Make sure references are accurate and complete and presented in the style appropriate to that university. Remember to utilise feedback from your tutorials and previous assignments to inform what you write and do not make the same mistakes twice. Use quotations and references to justify your writing and to give substance to your essay. References signal that evidence is available and are used to turn a personal opinion into a justified view. Quotations have a variety of uses: to support a previous point, to set up a comparison or for analytical discussion. Bear in mind that there is no such thing as a 'stand-alone' quotation. Include in your structure a beginning, a middle and an end.

Rewards
Reward yourself for studying; take regular breaks from the computer by listening to music, watching your favourite soap opera, going for a walk or simply having a cup of tea away from your study area. Once the assignment is completed, celebrate in some way, by cooking a favourite meal or eating out, watching a video, having an aromatherapy bath - whatever is a treat for you.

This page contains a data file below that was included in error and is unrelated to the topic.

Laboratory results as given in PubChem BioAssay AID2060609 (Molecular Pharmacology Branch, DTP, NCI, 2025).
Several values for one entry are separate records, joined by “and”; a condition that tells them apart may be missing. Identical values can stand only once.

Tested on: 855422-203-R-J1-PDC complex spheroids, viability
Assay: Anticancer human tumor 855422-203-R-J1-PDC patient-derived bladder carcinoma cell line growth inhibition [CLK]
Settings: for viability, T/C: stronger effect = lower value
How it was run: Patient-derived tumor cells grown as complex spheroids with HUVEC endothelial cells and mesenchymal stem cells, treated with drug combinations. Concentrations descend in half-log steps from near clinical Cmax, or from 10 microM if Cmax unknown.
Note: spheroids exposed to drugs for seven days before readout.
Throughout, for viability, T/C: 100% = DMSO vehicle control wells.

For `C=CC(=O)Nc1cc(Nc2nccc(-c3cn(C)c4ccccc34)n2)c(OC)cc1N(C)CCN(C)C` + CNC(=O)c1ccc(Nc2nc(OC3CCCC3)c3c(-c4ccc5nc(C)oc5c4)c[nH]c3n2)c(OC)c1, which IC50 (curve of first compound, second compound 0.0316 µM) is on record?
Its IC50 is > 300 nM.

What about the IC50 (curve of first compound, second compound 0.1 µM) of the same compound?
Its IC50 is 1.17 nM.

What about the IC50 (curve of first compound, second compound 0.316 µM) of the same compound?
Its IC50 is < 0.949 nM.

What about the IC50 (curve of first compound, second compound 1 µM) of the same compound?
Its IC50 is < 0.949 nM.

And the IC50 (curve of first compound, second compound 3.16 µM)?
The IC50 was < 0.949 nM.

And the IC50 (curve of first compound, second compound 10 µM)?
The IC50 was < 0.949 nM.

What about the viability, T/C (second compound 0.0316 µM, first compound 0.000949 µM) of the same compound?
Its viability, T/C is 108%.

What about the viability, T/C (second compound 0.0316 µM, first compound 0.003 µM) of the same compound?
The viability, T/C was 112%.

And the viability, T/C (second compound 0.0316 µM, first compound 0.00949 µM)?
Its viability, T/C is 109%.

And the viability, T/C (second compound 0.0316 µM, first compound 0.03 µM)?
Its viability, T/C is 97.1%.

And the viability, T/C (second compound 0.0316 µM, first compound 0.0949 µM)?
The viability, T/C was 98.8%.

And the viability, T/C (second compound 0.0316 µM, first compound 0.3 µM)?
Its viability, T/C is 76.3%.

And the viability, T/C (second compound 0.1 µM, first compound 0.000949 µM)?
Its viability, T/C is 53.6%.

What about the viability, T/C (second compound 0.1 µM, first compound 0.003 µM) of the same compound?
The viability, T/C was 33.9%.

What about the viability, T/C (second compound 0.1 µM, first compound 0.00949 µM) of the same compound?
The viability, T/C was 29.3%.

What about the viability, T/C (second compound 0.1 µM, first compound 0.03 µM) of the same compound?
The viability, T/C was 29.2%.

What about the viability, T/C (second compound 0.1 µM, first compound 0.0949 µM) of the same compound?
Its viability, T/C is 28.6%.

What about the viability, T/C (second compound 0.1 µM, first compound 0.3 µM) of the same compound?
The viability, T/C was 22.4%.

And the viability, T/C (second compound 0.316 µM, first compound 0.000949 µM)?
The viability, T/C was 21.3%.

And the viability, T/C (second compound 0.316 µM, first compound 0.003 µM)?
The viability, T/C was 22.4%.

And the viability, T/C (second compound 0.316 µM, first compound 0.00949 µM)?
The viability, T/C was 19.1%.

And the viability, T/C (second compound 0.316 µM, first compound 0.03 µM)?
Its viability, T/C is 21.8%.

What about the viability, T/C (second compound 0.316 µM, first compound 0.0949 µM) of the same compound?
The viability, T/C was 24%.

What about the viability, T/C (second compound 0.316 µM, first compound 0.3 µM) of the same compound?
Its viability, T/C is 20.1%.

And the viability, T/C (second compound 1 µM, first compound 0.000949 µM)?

Use your lecturers effectively
Never blame your lecturers for your poor performance or expect them to show appreciation for your personal or work problems. They have outside commitments too and expect a certain amount of self-discipline from adult students. Any excuse you could possibly muster for a delay in submitting work has probably been used before.

Lecturers have many demands on their time. However, they can provide immense support, especially for those students who have never studied at university level before. Remember, the further you develop academically the more the process of learning is self-directed. Once you get to degree level you are supposed to be an adult learner - one who has sufficient expertise to ask for help when needed but who does not need to be spoon-fed for the duration of the course.

Take the time to evaluate speakers and lecturers on the day they 'perform'. It is difficult to remember what you felt you learnt from someone at the end of a course. Lecturers and speakers tend to be booked well in advance, so providing feedback early is essential for the university to prevent a bad session being repeated.